There are the Boones too, maybe kin to the Bones, and the Lloyds, the Merritts, the Rigsbees. Old Carrboro families my son is among in the under-earth. When I can free myself of the grief of his death, five years ago, it amuses me to think of my Josh entering that dominion, him strange to them in his ways and from unfamiliar family, not of their place. But with a sweetness and bravery and wry smile those folks could not long fail to accept and allow into their fold.
At the moment, a bee is testing a plastic flower at the base of Josh’s gravestone, then it moves on to the asters, marigolds, Russian sage and rosemary I have brought to his grave today. The honey to be made of the dead, the blent nectar gathered among the flowers for the Bones, the Boones, Vonnie and Annie Horton, Darian Earl Bryan, dead in a car wreck at 39, his oval portrait in porcelain, the Darks, the Sparrows.
Camber is that subtle, slight rise of an arch in favor of support for what is above it. The man who was the project manager for the building of my house pointed it out to me before the sheet-rockers covered it. Camber. Laminated beams, cambered and bearing the weight of my bed above. You can see it on I-40, whatever is your interstate. Tractor-trailers, eighteen-wheelers, long open trailers cambered most freely when they are dead-heading, heading for home with no load. Free-bedded. The camber there like a waiting angel. At an angle from Josh’s grave is the Woodcock/ Camber grave. I don’t know the family, Woodcocks, Cambers, but Josh is among them. One of the truths of fatherhood, not knowing how balanced is a son’s full weight in the world, or, in Josh’s case, how his illness lay on the given camber.
When freed from the straitjacket he wore home early from music camp one summer, he went straight to fluent, graceful tai chi and years of every wrong medicine we could offer. Then one that gave him years of clarity and whimsy and a manner all his own. And finally weight his heart couldn’t bear. Enlarged, it stopped in his sleep at age 33.
Josh is buried at the end of a row of graves running parallel to the back-most road of Westwood Cemetery. His mother, Lee, and I shared the duties of putting him to rest. She asked if I would find a burial plot for his ashes. The cost of a plot in the old Chapel Hill Cemetery, even if one could find a family willing to sell a space there, was beyond reason. I went to the town hall in Carrboro, the adjacent town where Josh once lived and where he worked in Lee’s sushi restaurant, and I found that there were available plots in Westwood. On the map there was a space, serendipity, at the end of the row parallel to the back road. And it turned out to be beneath a tree.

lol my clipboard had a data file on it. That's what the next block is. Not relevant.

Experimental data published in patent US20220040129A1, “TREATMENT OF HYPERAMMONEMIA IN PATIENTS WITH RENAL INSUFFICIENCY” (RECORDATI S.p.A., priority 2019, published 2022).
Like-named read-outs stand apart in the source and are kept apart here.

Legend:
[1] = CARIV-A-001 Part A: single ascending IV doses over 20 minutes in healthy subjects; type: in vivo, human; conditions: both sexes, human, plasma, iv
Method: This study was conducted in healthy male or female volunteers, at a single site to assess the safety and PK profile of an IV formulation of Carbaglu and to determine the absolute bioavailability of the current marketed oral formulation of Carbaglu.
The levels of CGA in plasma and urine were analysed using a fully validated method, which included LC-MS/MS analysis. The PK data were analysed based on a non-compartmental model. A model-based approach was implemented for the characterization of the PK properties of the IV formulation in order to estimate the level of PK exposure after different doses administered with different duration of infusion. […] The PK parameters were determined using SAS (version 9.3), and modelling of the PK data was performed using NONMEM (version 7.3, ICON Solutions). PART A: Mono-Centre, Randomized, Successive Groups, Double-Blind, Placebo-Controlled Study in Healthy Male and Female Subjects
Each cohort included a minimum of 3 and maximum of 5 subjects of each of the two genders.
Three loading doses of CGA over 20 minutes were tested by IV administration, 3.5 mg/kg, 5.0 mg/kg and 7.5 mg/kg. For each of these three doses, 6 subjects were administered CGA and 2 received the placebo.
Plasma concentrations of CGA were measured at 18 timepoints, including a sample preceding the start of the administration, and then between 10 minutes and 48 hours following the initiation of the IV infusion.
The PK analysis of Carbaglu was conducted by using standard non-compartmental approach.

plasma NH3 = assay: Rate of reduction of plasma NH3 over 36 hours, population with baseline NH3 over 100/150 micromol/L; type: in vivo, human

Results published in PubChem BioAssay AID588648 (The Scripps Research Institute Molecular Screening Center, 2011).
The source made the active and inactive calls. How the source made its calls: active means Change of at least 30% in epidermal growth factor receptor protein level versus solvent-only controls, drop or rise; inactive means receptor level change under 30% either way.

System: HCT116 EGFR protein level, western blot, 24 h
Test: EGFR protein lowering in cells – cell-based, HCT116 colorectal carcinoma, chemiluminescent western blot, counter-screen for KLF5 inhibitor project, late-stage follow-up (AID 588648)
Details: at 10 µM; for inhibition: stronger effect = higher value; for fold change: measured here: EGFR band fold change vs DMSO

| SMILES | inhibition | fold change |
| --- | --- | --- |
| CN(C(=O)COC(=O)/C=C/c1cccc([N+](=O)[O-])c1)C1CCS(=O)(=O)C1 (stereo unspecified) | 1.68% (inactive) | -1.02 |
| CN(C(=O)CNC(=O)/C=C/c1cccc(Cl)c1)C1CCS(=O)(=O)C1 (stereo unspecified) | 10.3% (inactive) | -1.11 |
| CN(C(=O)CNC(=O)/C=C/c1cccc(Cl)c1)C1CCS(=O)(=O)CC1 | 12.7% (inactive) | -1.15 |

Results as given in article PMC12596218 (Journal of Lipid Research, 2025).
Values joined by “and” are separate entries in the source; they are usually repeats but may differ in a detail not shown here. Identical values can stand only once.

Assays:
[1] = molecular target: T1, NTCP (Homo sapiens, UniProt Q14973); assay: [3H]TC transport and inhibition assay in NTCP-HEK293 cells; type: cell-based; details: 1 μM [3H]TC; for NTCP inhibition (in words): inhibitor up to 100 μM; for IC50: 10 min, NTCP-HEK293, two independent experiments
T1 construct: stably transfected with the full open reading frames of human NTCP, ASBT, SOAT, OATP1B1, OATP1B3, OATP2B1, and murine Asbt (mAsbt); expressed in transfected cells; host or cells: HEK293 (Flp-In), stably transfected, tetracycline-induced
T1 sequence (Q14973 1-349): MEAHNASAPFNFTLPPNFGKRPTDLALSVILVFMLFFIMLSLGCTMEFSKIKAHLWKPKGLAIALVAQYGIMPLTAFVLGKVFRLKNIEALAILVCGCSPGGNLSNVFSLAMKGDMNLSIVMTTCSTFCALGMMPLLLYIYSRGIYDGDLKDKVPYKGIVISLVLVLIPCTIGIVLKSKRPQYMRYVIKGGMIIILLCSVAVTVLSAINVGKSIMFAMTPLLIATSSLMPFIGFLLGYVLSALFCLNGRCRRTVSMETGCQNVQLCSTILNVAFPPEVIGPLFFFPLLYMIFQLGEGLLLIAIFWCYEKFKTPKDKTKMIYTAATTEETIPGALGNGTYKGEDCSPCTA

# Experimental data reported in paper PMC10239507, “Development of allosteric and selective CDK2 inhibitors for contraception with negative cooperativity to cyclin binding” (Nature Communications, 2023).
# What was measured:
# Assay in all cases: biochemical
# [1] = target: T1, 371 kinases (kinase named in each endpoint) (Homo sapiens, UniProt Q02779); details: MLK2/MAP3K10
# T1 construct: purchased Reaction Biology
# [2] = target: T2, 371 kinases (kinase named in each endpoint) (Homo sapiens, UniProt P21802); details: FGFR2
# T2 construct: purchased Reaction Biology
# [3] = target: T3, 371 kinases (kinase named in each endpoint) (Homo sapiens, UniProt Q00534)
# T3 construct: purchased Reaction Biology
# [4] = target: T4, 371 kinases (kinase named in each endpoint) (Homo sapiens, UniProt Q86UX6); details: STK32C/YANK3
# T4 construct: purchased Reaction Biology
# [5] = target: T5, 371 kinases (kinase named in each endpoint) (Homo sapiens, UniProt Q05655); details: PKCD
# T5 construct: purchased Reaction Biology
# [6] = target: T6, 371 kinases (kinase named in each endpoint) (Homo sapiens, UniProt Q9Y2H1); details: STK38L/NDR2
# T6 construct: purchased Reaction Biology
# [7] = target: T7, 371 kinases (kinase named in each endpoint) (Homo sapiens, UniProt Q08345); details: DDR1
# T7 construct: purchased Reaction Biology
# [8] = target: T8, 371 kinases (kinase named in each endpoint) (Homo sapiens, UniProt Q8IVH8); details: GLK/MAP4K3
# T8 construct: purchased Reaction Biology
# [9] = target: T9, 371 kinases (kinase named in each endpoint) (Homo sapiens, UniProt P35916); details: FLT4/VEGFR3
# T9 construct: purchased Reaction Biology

That is where my dog Neville and I are today. Neville, a she, goes straight for the October pumpkin next to the flowers I’ve placed at Josh’s grave. Sniff, sniff. And then on to other graves. Bones, Darks, Sparrows. My guess is that Lee has left the pumpkin, along with flowers of her own.
I empty the rainwater from the little plastic music-box piano that was left on Josh’s gravestone shortly after his burial. It is a small-scale grand and has a profile of Elvis on the top. It used to play “Love Me Tender” when wound up. After a few rains it could barely plink out Elvis’s plea, and then it gave up. But it’s still there in its mysterious provenance. When I first found the piano, I called Lee to see if she put it there, but she said no, she thought I had. To this day, we have no idea who beyond family summoned our son’s love. And counted on that summons being heard. Two graves down, on the Butterfield grave, someone has left a scale model Corvette, top down, headed east toward Josh. Maybe the Butterfield boy is taking Josh for a ride. I don’t know. As Marlon, probably aware of St. Peter’s similar question, asked his lover in Last Tango, “Quo vadis, baby?”
Jim Seay teaches creative writing at UNC-Chapel Hill. This essay was written in 2008.